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Olympic legend still loves sport’s value to society

Copyrights: 2018 Laureus World Sports Awards.

Olympic legend still loves sport’s value to society

Despite his frustrations over the way modern sport is administrated, Daley Thompson remains resolute in his belief about the power of sport to change society.

Britain’s double Olympic champion, who won gold at Moscow 1980 and Los Angeles 1984, was one of the founding members of the ‘Laureus World Sports Academy’, an exclusive group of more than 60 sporting legends co-ordinated by the Laureus Sport for Good Foundation.

This week Thompson joined fellow Academy members, including ex Australia cricket captain Steve Waugh, former Paralympic champion Tanni Grey-Thompson and New Zealand rugby union legend Sean Fitzpatrick, at the Laureus Global Summit in Paris in partnership with Allianz, where 130 programmes from across the globe – all using sport and physical activity to support young people in the greatest need – gathered to share best practice.

When asked about some of the issues associated with modern sport, Thompson told “There’s not many things in society which don’t have problems, but the essence of sport is a utopian idea.

Sport has so much going for it in terms of what it can do for people, and how it can bring people together. Along with fire and the wheel it’s one of the best ideas man has ever invented!

Someone said to me recently that there are tens of millions of kids out there that need help… are you really making a difference?

I said why not ask the tens of thousands of kids who we are helping? You can only deal with one kid at a time, and we don’t have the resource but we’re doing the best we can.”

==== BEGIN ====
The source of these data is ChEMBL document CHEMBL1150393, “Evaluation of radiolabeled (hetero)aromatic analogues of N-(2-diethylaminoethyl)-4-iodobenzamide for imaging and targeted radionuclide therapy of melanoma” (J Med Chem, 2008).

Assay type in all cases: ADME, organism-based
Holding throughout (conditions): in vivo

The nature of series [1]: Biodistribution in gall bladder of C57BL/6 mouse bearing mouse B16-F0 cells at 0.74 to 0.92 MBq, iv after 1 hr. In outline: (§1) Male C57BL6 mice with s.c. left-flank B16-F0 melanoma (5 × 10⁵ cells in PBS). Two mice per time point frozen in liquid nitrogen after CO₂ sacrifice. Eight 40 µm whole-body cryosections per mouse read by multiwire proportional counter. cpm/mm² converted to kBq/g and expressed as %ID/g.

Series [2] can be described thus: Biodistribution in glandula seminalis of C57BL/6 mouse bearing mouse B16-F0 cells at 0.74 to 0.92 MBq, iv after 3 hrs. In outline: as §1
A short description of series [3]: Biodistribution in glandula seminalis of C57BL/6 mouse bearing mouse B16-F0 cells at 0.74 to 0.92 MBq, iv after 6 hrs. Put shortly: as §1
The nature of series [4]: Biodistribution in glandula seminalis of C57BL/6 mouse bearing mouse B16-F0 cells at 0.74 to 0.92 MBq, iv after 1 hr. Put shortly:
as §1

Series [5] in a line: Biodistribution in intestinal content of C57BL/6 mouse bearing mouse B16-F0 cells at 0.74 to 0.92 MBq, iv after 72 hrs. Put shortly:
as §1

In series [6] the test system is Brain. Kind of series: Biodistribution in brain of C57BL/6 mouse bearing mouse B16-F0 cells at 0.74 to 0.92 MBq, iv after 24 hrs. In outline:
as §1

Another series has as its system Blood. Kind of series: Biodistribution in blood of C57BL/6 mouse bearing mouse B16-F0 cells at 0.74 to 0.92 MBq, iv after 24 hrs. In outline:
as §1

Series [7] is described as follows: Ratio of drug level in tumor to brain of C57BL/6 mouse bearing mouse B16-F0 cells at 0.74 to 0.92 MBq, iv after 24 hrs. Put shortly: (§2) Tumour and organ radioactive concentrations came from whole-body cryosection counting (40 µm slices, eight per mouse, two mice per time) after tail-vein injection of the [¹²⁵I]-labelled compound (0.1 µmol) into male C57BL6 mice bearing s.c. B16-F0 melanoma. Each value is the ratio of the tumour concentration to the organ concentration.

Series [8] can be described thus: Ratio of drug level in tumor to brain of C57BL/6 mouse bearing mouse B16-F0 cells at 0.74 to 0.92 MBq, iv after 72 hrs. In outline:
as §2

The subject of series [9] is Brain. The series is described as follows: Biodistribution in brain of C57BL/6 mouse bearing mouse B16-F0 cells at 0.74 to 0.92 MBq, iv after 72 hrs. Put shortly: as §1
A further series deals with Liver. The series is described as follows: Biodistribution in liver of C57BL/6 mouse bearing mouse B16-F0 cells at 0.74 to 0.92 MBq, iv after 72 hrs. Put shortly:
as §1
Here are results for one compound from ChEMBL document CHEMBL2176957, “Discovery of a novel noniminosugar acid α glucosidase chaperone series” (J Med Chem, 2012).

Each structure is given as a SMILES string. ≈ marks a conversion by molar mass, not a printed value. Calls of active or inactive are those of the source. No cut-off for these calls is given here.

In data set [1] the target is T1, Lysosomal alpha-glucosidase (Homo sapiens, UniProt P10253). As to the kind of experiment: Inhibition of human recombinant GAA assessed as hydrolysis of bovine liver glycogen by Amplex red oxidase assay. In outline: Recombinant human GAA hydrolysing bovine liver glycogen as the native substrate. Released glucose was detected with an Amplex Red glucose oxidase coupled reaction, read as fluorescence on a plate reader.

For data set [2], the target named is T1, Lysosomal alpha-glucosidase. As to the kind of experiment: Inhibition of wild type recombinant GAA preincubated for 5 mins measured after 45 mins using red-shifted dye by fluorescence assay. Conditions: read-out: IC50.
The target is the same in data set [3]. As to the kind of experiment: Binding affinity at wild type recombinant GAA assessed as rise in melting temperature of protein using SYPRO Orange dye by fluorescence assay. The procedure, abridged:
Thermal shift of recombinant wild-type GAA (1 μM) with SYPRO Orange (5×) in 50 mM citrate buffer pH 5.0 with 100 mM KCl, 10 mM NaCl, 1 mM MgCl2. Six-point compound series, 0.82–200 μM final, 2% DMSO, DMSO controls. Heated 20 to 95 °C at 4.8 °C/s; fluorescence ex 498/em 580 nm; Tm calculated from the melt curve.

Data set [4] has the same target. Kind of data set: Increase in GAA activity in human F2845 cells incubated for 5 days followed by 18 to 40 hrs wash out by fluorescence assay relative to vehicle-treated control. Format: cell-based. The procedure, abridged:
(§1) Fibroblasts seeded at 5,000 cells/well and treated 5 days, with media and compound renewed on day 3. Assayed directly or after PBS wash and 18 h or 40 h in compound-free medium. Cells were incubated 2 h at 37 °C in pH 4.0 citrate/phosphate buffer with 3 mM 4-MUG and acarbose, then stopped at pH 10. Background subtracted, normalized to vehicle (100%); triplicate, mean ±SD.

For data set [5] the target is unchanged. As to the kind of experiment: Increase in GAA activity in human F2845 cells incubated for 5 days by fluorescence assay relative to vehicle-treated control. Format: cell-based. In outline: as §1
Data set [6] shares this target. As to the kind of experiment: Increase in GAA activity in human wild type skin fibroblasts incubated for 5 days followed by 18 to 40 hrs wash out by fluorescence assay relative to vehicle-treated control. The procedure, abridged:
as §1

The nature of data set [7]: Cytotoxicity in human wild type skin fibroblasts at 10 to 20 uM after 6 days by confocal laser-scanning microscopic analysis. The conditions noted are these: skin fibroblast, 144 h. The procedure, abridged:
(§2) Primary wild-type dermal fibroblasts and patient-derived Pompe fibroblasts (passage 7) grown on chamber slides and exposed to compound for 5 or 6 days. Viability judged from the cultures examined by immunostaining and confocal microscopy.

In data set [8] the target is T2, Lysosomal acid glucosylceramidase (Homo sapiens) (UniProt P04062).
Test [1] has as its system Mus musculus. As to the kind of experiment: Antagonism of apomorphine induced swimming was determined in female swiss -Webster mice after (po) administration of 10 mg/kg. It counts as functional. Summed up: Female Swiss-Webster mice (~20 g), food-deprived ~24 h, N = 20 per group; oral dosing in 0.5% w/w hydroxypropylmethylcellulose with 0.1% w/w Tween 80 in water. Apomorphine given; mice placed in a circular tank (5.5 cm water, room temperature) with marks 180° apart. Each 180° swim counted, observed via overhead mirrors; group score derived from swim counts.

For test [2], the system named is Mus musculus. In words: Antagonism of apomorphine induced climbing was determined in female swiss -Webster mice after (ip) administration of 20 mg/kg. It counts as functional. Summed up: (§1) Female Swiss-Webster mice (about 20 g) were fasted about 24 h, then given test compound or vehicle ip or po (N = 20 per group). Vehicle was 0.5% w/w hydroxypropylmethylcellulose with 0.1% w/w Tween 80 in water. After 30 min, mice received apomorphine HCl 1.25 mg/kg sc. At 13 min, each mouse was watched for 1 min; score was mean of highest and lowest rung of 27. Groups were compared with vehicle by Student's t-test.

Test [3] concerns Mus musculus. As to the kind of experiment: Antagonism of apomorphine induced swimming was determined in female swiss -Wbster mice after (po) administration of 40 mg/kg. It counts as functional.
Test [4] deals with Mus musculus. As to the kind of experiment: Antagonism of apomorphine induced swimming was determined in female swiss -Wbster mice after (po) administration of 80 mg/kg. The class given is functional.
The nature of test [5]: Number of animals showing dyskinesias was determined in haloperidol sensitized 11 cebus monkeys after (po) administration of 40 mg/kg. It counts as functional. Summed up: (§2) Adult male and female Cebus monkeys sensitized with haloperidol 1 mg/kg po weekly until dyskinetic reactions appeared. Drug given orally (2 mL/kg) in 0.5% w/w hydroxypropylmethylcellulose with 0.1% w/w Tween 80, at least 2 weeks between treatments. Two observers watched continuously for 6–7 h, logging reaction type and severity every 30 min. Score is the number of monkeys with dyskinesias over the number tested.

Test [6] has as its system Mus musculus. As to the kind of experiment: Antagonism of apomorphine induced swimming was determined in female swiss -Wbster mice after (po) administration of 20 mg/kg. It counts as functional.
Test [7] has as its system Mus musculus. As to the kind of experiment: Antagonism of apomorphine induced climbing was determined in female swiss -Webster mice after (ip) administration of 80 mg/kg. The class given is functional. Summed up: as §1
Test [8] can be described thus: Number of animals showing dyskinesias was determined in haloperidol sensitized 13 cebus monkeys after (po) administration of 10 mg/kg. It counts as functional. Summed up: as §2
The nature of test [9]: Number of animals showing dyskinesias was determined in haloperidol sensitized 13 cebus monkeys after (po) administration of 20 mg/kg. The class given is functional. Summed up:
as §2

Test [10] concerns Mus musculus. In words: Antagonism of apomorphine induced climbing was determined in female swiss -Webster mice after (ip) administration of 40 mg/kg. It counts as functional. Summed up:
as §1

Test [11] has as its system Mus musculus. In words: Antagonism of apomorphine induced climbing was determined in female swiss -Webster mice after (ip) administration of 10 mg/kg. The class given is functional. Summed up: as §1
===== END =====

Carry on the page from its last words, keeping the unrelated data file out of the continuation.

The gathering of practitioners in Paris is one of the largest of its kind in the sport for development sector, an industry which remains dedicated to proving and demonstrating Nelson Mandela’s famous declaration that “Sport has the power to change the world”.

Thompson, 60, was present when the former South African president made the statement at the Laureus Sports Awards in Monaco 18 years ago.

He said: “I was one of the very first (Academy members) and I think the only reason I was invited was because I knew most of the people that they wanted to get involved!

This is the best thing I do all year because I get to spend time with some of the people I look up to. Some of the people, who I didn’t even know before I joined (the Academy), have turned out to be unbelievable human beings, not just sports people.

They have all the traits of the type of person that I would like to think I could become. It’s so nice to have accumulated a new bunch of mentors – at my age!

In the past Thompson has been critical of the way elite sport has been run, and he remains sceptical over whether sport’s administrators will ever fully comprehend, or harness, the full value to society which is being created by the myriad of grassroots actors within sport for development.

He said: “I’m not sure there is the will from those kind of people, they are happy with their blazers. And when they go, they are usually just replaced by similar people five years younger. I think it would be wrong to assume that people in those positions would be up for doing this kind of thing.

I think the question we are asking is could they do more, and do it sustainably, and I think the answer to both those questions is yes, of course they could.”


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Simon Lansley


Wednesday, October 17, 2018 - 14:45